A strike by bus drivers here in Brazil's second city left tens of thousands of commuters stranded on Friday.

Unions representing the drivers called a 24-hour strike after failing to reach agreement with the transit companies on a new contract.

The workers want an increase of 15 percent, but owners are offering a pay hike of only 8 percent.

Less than 10 percent of Rio's bus fleet was on the streets Friday morning, while some transit companies said strikers hurled rocks at drivers who tried to take their units out from depots in the west-side neighborhoods of Santa Cruz and Campo Grande.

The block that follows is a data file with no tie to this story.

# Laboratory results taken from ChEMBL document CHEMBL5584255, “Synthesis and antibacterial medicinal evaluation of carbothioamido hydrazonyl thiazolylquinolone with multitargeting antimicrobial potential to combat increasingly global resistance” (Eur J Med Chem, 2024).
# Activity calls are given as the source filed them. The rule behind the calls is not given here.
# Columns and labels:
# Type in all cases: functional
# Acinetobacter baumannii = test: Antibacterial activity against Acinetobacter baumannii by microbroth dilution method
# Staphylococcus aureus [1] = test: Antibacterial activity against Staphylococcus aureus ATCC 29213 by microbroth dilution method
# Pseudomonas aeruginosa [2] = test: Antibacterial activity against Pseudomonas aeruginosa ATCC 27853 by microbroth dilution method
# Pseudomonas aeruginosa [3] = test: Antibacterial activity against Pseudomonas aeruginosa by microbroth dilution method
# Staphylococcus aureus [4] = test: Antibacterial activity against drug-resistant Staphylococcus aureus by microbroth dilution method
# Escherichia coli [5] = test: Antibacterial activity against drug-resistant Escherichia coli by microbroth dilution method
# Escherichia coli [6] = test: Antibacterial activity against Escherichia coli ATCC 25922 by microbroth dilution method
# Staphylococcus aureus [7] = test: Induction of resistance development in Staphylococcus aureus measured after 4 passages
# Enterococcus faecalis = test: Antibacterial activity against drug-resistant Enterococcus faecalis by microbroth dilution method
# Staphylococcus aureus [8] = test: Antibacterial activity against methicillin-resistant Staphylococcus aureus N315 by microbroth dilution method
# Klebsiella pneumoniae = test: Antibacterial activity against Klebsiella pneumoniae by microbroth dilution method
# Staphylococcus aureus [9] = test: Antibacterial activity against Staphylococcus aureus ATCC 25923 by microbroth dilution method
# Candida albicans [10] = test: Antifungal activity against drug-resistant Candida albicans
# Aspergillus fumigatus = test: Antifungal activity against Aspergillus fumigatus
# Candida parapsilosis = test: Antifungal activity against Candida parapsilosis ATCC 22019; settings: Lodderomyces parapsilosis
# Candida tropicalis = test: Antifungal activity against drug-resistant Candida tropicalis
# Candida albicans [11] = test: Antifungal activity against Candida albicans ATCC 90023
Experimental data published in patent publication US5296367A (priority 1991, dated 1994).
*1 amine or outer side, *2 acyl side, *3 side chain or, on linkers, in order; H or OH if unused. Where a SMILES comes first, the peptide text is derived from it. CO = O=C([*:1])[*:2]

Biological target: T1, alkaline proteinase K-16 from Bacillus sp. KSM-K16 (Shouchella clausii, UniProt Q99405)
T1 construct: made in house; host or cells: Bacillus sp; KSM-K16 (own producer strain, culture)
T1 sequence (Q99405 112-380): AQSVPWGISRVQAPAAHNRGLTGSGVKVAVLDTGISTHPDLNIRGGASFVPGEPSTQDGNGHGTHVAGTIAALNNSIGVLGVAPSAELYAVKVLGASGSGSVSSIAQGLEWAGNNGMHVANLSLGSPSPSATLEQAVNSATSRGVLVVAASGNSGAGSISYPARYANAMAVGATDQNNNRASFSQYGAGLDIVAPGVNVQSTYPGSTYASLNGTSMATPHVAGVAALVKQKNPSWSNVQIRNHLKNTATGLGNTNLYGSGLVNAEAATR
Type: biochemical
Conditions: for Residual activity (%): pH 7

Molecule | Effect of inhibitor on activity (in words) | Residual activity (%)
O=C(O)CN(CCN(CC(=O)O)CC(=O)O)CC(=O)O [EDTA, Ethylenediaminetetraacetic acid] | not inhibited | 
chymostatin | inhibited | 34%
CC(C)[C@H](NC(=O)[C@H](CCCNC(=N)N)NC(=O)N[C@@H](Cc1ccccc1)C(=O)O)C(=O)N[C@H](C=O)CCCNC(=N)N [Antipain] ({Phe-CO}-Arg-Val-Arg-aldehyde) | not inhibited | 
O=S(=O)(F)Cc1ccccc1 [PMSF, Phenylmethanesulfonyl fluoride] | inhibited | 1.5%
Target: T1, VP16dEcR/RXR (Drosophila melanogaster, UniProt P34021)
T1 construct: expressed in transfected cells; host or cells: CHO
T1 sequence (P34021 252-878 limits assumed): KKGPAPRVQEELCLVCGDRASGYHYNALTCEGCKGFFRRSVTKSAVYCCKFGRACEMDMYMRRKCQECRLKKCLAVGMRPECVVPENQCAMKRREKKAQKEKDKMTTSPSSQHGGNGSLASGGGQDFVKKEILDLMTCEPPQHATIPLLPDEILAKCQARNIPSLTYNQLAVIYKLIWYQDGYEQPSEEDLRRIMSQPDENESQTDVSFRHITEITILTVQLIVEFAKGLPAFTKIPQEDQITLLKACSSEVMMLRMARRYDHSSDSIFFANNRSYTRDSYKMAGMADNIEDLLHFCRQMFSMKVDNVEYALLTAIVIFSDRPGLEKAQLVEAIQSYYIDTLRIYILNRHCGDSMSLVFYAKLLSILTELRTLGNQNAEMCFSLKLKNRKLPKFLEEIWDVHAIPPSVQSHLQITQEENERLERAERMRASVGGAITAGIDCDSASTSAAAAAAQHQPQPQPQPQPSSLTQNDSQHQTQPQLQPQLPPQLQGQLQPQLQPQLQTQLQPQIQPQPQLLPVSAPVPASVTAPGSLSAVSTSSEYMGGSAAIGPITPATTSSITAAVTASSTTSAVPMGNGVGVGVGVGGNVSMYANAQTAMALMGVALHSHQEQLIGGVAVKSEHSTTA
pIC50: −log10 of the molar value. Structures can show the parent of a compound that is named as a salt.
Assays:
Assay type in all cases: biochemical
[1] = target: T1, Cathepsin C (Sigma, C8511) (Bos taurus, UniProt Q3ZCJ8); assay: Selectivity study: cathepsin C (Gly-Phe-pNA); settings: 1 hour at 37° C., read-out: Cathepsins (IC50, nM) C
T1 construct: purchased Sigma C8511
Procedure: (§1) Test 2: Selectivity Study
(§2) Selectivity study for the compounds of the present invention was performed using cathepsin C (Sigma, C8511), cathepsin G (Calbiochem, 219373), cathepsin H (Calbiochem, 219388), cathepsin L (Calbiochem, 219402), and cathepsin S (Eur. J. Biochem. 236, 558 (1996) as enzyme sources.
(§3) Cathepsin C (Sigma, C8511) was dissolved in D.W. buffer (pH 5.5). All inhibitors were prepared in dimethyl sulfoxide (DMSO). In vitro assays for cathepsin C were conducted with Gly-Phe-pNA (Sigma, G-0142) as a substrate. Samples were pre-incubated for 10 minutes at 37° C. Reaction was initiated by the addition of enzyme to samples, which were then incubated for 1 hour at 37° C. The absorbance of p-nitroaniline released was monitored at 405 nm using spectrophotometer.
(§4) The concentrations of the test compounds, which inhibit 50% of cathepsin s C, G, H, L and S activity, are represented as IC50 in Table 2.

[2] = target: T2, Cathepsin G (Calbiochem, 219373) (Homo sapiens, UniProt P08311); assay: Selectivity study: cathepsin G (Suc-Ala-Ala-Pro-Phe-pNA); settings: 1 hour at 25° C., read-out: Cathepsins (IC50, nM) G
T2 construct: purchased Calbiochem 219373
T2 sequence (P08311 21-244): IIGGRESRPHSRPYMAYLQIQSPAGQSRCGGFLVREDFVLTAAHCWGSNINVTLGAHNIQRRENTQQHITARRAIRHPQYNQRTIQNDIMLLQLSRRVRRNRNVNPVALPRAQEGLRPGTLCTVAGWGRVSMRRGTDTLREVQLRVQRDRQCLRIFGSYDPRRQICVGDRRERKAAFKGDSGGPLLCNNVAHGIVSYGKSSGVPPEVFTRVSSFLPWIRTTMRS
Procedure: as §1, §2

Growing crowds of people were seen waiting for hours at bus stops, while shops around Copacabana beach opened late as employees struggled to get to work.

"I'm waiting 40 minutes for a bus to go to a medical appointment," a middle-aged man told fellow commuters as he tried in vain to flag down a taxi.

The impact of the bus strike was amplified by the shutdown of parts of the city's metro system amid an expansion prompted by Rio de Janeiro's role as host of the 2016 Summer Olympics.

Brazilian President Dilma Rousseff was scheduled to be in Rio on Friday for events linked to the 448th anniversary of the city's founding. EFE